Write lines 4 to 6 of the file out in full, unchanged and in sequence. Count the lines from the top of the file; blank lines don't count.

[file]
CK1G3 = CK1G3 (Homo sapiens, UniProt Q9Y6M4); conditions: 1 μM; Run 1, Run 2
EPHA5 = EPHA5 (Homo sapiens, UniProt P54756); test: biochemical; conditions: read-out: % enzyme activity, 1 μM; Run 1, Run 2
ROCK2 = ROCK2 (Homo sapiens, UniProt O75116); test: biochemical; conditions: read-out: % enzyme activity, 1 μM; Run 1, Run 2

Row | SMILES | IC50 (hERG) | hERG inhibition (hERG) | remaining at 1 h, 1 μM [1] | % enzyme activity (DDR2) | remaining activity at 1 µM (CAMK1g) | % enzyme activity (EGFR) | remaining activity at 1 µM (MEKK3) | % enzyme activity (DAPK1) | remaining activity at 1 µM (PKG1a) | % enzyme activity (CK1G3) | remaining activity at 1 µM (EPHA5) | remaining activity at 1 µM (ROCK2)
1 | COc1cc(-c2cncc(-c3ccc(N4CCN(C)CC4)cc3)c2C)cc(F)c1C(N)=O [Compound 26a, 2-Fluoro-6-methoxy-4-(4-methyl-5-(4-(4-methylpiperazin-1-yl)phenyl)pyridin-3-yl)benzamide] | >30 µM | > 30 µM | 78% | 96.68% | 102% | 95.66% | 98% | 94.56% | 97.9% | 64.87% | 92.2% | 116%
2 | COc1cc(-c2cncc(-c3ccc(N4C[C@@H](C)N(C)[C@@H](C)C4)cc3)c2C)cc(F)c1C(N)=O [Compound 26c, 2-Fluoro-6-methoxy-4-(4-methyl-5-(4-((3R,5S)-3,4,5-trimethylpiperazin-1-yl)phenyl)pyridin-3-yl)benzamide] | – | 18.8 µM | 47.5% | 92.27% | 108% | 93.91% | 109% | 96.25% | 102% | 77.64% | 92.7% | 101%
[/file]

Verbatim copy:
Row | SMILES | IC50 (hERG) | hERG inhibition (hERG) | remaining at 1 h, 1 μM [1] | % enzyme activity (DDR2) | remaining activity at 1 µM (CAMK1g) | % enzyme activity (EGFR) | remaining activity at 1 µM (MEKK3) | % enzyme activity (DAPK1) | remaining activity at 1 µM (PKG1a) | % enzyme activity (CK1G3) | remaining activity at 1 µM (EPHA5) | remaining activity at 1 µM (ROCK2)
1 | COc1cc(-c2cncc(-c3ccc(N4CCN(C)CC4)cc3)c2C)cc(F)c1C(N)=O [Compound 26a, 2-Fluoro-6-methoxy-4-(4-methyl-5-(4-(4-methylpiperazin-1-yl)phenyl)pyridin-3-yl)benzamide] | >30 µM | > 30 µM | 78% | 96.68% | 102% | 95.66% | 98% | 94.56% | 97.9% | 64.87% | 92.2% | 116%
2 | COc1cc(-c2cncc(-c3ccc(N4C[C@@H](C)N(C)[C@@H](C)C4)cc3)c2C)cc(F)c1C(N)=O [Compound 26c, 2-Fluoro-6-methoxy-4-(4-methyl-5-(4-((3R,5S)-3,4,5-trimethylpiperazin-1-yl)phenyl)pyridin-3-yl)benzamide] | – | 18.8 µM | 47.5% | 92.27% | 108% | 93.91% | 109% | 96.25% | 102% | 77.64% | 92.7% | 101%